Active TGFβ levels were measured using the MLEC TGFβ reporter assay (Abe et al. 1994). Fibroblasts were seeded at a density of 5 × 104 cells/well in a 96-well plate in DMEM containing 0.4% FCS. Rh-TG2 was immediately added to the appropriate wells and then the plate was incubated at 37 °C in a 10% CO2-humidified incubator for 16–24 h. Following the incubation, MLECs were seeded at a density of 2.5 × 104 cells/well in a collagen-coated 96-well plate using DMEM containing 0.4% FCS and G418 sulphate (250 µg/ml). The MLECs were incubated at 37 °C in a 5% CO2-humidified incubator for 3 h before replacing the medium with medium taken from the fibroblasts. The MLECs were cultured overnight with medium from fibroblasts at 37 °C in a 5% CO2-humidified incubator before replacing the medium with serum-free medium. Bright-Glo reagent (Promega) was then added to the serum-free medium and the plate was incubated for 2 min before transferring the total volume to a white-walled 96-well plate. The plate was read on a SpectraMax-L luminescent plate reader.

In situ TG2 activity using FITC-cadaverine incorporation

In situ TG2 activity assay was performed as described previously (Jones et al. 2013). Fibroblasts were seeded at a density of 8 × 104 cells/well in an 8-well chamber slide and incubated overnight in a 37 °C, 10% CO2-humidified incubator. Fresh medium and treatments were then added before replacing these after 24 h. Following 48-h incubation with treatments, fresh medium containing 0.5 mM FITC-cadaverine was added and incubated for further 16 h in a 37 °C, 5 or 10% CO2-humidified incubator. Following the incubation, medium was discarded and the cells were washed three times with PBS, pH 7.4. The cells were fixed with 3.7% (v/v) paraformaldehyde in PBS, pH 7.4, for 15 min at RT before washing three times with PBS, pH 7.4. The slide was mounted with Vectorshield mounting medium and detected using confocal microscopy. Quantification of fluorescence was performed using ImageJ software.

Western blotting

Cell lysates were collected in cell lysis buffer [50 mM Tris–HCl, pH 7.4, containing 1% (v/v) nonidet, 0.5% (w/v) Sodium deoxycholate, 0.1% SDS, 1 mM NaF, 1 mM Na3VO4, 2 mM EDTA, 0.1 mM PMSF (in methanol) and 1% protease inhibitor cocktail] (Wang et al. 2010). Protein concentration was calculated using a DC Protein Assay kit (Bio-Rad, UK). Proteins were separated using reducing SDS-PAGE and transferred to a nitrocellulose membrane. The membranes were immuno-probed with protein-specific antibodies (Table 1). The Western blotting protocol was performed as described previously (Wang et al. 2011, 2012). The membrane was stripped and re-probed for GAPDH as an equal loading control that was used to normalize the signal for the target protein in cell lysates.

Table 1 All Western blotting and immunocytochemistry antibodies

For matrix protein analysis where no suitable loading standard was available, equal cell numbers were always used at the start of the experiment. To obtain the cell matrix proteins, gentle removal of cells was undertaken using 5 mM EDTA in PBS, pH74, and the remaining matrix proteins dissolved via scraping into equal volumes of 2 × Laemli buffer (30 µl). The total matrix from each sample was then loaded onto SDS PAGE gels. The western blotting protocol was undertaken as described previously (Wang et al. 2011, 2012). Parallel experiments on the analysis of viable cell numbers with or without treatment with TGF β1 for 72 h indicated that the viable cell numbers were comparable in the TGFβ1 treated and untreated cells (data not shown).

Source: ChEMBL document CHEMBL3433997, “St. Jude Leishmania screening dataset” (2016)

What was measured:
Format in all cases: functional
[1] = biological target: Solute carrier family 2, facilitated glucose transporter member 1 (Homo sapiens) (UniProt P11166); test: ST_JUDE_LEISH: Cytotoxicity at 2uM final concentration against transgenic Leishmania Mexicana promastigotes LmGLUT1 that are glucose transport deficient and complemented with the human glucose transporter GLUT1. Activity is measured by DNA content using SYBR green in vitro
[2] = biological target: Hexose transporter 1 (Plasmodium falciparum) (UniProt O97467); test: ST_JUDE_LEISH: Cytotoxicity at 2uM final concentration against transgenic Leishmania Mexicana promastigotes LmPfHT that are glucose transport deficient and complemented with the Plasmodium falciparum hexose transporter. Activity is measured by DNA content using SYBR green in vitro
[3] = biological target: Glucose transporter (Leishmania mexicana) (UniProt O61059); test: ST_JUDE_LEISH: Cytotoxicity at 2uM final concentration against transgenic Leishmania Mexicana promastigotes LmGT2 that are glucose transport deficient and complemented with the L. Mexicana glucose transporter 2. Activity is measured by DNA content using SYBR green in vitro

Following primary and secondary antibody incubation, images were captured by a chemiluminescent image analyser Syngene G-box F3 (Cambridge, UK). Densitometry was performed with ImageJ software. The intensity of the bands was normalized against the GAPDH band. The ratios are shown against controls (normalized as 1.0). Data are expressed as mean ratios ± SEM taken from at least three separate experiments unless stated.

Cell surface TG2 protein detection via biotinylation

Cells were seeded at a density of 5 × 105 cells/60 mm Petri dish and incubated for 2 h before treatments were added. The cells were then incubated for 24 h at 37 °C in a − 10% CO2-humidified incubator. The presence of TG2 at the cell surface was detected via biotinylation (Wang et al. 2012) with EZ-link Sulfo-NHS-Biotin (Thermo, UK) according to the manufacturer’s protocol and analysed via Western blotting.

Isolation of ECM fractions

ECM fractions of the cell cultures were collected as described previously (Wang et al. 2018). Cells were seeded in 35 mm Petri dishes at a density of 2 × 105 cells/dish. Treatments were performed for 72 h before ECM fractions were collected. Cell detachment was performed with 5 mM EDTA in PBS, pH 7.4. The dish was then washed twice with PBS, pH 7.4. The ECM was collected by dissolution in 2 × Laemmli buffer and then underwent protein analysis using Western blotting.

Statistical analysis

Results shown are mean values ± SEM with data taken from at least three separate experiments unless otherwise stated. The statistical significance between data groups was calculated using either a two-tailed t test or one-way ANOVA using GraphPad Prism. Following analysis using ANOVA, a Tukey post hoc test was performed to identify statistical differences between groups. p < 0.05 was considered statistically significant. The results were analysed in Microsoft Excel. GraphPad Prism was used to create graphs, perform statistical analysis and calculate EC50 values.